25 Sep 23

Can my phone and computer be searched without a warrant in New York?

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Last Updated on: 2nd October 2023, 05:33 pm

Can My Phone and Computer Be Searched Without a Warrant in New York?

This is a complicated question that doesn’t have a simple yes or no answer. The legality of searching phones and computers without a warrant depends on the specific circumstances of the search. There are some cases where it is legal for police to search your devices without a warrant, but in many cases a warrant is required. Let’s break it down.

Searching Cell Phones

In general, the police need a warrant to search the contents of a cell phone, based on some key Supreme Court decisions. Back in 2014, the Supreme Court ruled in Riley v. California that police typically need a warrant to search the data on your cell phone, even if you’ve been arrested[5]. This overturned the previous assumption that police could search your phone incident to arrest, like searching your pockets. The Court recognized that modern cell phones contain vast amounts of sensitive personal information that is different than just the physical items you might have on you. So police now need a warrant in most cases to search your phone.

There are some exceptions where police can search a phone without a warrant:

  • With the owner’s consent – If you voluntarily allow the police to search your phone, they can do it without a warrant[5].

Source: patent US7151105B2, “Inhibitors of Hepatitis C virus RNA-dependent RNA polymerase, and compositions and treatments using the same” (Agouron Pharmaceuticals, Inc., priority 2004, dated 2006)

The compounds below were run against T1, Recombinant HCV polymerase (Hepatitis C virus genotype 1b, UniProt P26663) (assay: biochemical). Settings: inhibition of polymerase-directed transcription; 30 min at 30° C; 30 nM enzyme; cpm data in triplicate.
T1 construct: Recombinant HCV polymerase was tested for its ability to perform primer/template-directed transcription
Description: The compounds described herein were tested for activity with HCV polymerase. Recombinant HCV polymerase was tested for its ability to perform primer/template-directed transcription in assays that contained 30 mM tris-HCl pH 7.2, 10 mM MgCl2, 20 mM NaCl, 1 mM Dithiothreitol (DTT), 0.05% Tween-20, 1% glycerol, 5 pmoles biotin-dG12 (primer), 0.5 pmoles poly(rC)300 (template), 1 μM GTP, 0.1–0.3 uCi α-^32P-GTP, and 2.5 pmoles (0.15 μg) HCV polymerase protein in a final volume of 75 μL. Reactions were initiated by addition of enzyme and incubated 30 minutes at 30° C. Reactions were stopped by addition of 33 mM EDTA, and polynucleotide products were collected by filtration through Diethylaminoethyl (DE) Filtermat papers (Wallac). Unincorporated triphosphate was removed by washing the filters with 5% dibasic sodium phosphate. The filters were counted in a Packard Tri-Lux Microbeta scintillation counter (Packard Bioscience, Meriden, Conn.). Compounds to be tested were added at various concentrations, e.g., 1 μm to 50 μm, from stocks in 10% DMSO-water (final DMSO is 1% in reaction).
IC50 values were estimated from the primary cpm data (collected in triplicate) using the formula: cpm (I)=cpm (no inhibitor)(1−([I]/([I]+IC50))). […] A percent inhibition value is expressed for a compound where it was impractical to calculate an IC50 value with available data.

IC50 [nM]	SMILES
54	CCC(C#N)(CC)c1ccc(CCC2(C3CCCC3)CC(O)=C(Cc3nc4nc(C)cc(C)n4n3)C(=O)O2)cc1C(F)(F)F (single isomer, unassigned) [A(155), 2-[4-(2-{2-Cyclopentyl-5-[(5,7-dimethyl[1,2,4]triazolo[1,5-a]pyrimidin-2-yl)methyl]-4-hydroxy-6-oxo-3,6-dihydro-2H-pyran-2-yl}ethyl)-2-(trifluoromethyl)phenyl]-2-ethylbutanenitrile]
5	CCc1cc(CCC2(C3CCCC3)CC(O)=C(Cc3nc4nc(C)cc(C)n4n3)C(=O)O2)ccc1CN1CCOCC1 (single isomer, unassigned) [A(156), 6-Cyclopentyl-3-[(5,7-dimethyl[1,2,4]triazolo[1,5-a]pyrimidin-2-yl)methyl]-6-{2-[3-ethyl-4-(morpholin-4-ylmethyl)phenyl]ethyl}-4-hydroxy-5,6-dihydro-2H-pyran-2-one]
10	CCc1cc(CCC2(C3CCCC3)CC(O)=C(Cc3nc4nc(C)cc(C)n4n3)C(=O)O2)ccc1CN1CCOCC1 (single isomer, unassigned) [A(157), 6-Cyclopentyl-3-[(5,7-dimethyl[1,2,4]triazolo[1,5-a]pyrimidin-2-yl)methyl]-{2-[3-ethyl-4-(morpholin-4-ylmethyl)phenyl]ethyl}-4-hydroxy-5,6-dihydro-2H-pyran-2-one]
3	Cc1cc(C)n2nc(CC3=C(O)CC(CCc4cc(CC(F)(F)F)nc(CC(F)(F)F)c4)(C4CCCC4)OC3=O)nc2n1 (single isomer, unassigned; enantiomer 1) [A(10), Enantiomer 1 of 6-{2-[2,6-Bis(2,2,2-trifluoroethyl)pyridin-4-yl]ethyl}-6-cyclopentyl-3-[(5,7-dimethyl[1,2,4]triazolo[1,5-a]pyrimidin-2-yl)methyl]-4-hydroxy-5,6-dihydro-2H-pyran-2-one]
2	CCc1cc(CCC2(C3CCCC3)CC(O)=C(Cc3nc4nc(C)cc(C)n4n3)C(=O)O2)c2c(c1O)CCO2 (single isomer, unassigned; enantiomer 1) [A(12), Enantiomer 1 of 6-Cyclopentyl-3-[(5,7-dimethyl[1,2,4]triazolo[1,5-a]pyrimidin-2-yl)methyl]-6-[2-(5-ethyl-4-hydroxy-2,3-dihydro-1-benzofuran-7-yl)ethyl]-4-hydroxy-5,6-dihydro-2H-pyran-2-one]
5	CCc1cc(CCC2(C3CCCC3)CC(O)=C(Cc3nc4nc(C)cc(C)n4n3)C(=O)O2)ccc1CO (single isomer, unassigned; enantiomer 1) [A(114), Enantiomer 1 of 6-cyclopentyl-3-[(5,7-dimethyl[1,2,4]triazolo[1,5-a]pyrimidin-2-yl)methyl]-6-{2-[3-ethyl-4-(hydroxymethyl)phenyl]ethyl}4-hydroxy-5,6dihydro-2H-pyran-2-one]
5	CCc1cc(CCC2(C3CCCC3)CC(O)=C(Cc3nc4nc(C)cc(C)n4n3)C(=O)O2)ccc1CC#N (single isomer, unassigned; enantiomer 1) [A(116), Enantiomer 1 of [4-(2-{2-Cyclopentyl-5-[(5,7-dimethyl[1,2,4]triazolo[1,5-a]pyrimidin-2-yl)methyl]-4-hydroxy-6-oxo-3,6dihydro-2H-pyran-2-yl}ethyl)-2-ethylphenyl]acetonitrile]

• Exigent circumstances – If the police have a reasonable belief that evidence on the phone may be immediately destroyed, they can do a limited search without a warrant[6].
  • Search incident to arrest – Police can search the physical aspects of a phone (like removing the case) and access any information visible on the locked screen without a warrant[6].

But in general, if your phone is locked and protected by a passcode, the police will need a warrant to actually access the contents. The warrant has to specify the exact phone to be searched and what they are looking for on it[1].

Searching Computers

The rules for searching computers are similar to phones. In general, police need a warrant to search your computer if it is password-protected or you haven’t consented. The Riley decision emphasized the extremely personal and private nature of digital data, and those privacy interests don’t just apply to phones. A computer likely contains even more personal information than a phone.

However, computers can be searched without a warrant in some circumstances:

  • Consent – If you or someone else with authority over the computer consents to the search, no warrant is needed[5].
  • Exigent circumstances – If evidence on the computer may be immediately destroyed, police can do a limited warrantless search[6].
  • Plain view – If police are legally present and evidence is in plain view on the screen, they can use it without a warrant.

Also, police have more leeway to search computers at international borders without a warrant[5]. But in general for computers located inside the U.S., the police will need a specific warrant to search the contents if it’s locked or password-protected.